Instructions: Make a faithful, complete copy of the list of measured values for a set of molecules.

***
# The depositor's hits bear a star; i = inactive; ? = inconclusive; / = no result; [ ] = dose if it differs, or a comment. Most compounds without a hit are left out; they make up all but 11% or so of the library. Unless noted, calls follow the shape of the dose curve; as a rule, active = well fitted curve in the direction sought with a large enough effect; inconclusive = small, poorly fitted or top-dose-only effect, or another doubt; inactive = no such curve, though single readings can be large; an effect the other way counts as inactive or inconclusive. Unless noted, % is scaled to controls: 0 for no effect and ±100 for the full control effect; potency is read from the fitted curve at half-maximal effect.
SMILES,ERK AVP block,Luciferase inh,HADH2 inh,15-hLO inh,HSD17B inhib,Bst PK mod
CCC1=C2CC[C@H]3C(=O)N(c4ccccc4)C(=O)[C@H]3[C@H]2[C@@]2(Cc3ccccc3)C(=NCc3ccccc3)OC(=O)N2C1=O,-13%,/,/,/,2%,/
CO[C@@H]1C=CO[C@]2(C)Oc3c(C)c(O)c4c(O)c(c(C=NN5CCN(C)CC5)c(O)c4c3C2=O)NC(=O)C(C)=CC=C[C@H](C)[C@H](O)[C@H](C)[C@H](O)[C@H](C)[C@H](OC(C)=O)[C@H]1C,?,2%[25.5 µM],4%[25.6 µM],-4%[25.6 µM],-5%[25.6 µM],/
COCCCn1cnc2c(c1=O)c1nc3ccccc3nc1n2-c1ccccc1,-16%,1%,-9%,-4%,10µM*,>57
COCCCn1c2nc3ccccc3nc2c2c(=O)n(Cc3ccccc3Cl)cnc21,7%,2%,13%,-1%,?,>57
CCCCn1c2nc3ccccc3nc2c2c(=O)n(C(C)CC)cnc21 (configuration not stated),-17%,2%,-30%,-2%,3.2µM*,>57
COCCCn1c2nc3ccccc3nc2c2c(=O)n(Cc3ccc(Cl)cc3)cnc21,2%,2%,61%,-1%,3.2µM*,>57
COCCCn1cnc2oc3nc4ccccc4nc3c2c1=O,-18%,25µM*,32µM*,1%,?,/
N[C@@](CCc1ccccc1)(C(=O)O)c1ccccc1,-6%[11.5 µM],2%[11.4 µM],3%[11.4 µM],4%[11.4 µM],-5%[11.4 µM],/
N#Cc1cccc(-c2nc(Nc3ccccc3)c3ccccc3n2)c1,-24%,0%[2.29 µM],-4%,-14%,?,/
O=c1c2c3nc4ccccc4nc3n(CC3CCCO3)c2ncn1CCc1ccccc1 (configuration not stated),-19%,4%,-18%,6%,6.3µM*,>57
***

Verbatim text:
# The depositor's hits bear a star; i = inactive; ? = inconclusive; / = no result; [ ] = dose if it differs, or a comment. Most compounds without a hit are left out; they make up all but 11% or so of the library. Unless noted, calls follow the shape of the dose curve; as a rule, active = well fitted curve in the direction sought with a large enough effect; inconclusive = small, poorly fitted or top-dose-only effect, or another doubt; inactive = no such curve, though single readings can be large; an effect the other way counts as inactive or inconclusive. Unless noted, % is scaled to controls: 0 for no effect and ±100 for the full control effect; potency is read from the fitted curve at half-maximal effect.
SMILES,ERK AVP block,Luciferase inh,HADH2 inh,15-hLO inh,HSD17B inhib,Bst PK mod
CCC1=C2CC[C@H]3C(=O)N(c4ccccc4)C(=O)[C@H]3[C@H]2[C@@]2(Cc3ccccc3)C(=NCc3ccccc3)OC(=O)N2C1=O,-13%,/,/,/,2%,/
CO[C@@H]1C=CO[C@]2(C)Oc3c(C)c(O)c4c(O)c(c(C=NN5CCN(C)CC5)c(O)c4c3C2=O)NC(=O)C(C)=CC=C[C@H](C)[C@H](O)[C@H](C)[C@H](O)[C@H](C)[C@H](OC(C)=O)[C@H]1C,?,2%[25.5 µM],4%[25.6 µM],-4%[25.6 µM],-5%[25.6 µM],/
COCCCn1cnc2c(c1=O)c1nc3ccccc3nc1n2-c1ccccc1,-16%,1%,-9%,-4%,10µM*,>57
COCCCn1c2nc3ccccc3nc2c2c(=O)n(Cc3ccccc3Cl)cnc21,7%,2%,13%,-1%,?,>57
CCCCn1c2nc3ccccc3nc2c2c(=O)n(C(C)CC)cnc21 (configuration not stated),-17%,2%,-30%,-2%,3.2µM*,>57
COCCCn1c2nc3ccccc3nc2c2c(=O)n(Cc3ccc(Cl)cc3)cnc21,2%,2%,61%,-1%,3.2µM*,>57
COCCCn1cnc2oc3nc4ccccc4nc3c2c1=O,-18%,25µM*,32µM*,1%,?,/
N[C@@](CCc1ccccc1)(C(=O)O)c1ccccc1,-6%[11.5 µM],2%[11.4 µM],3%[11.4 µM],4%[11.4 µM],-5%[11.4 µM],/
N#Cc1cccc(-c2nc(Nc3ccccc3)c3ccccc3n2)c1,-24%,0%[2.29 µM],-4%,-14%,?,/
O=c1c2c3nc4ccccc4nc3n(CC3CCCO3)c2ncn1CCc1ccccc1 (configuration not stated),-19%,4%,-18%,6%,6.3µM*,>57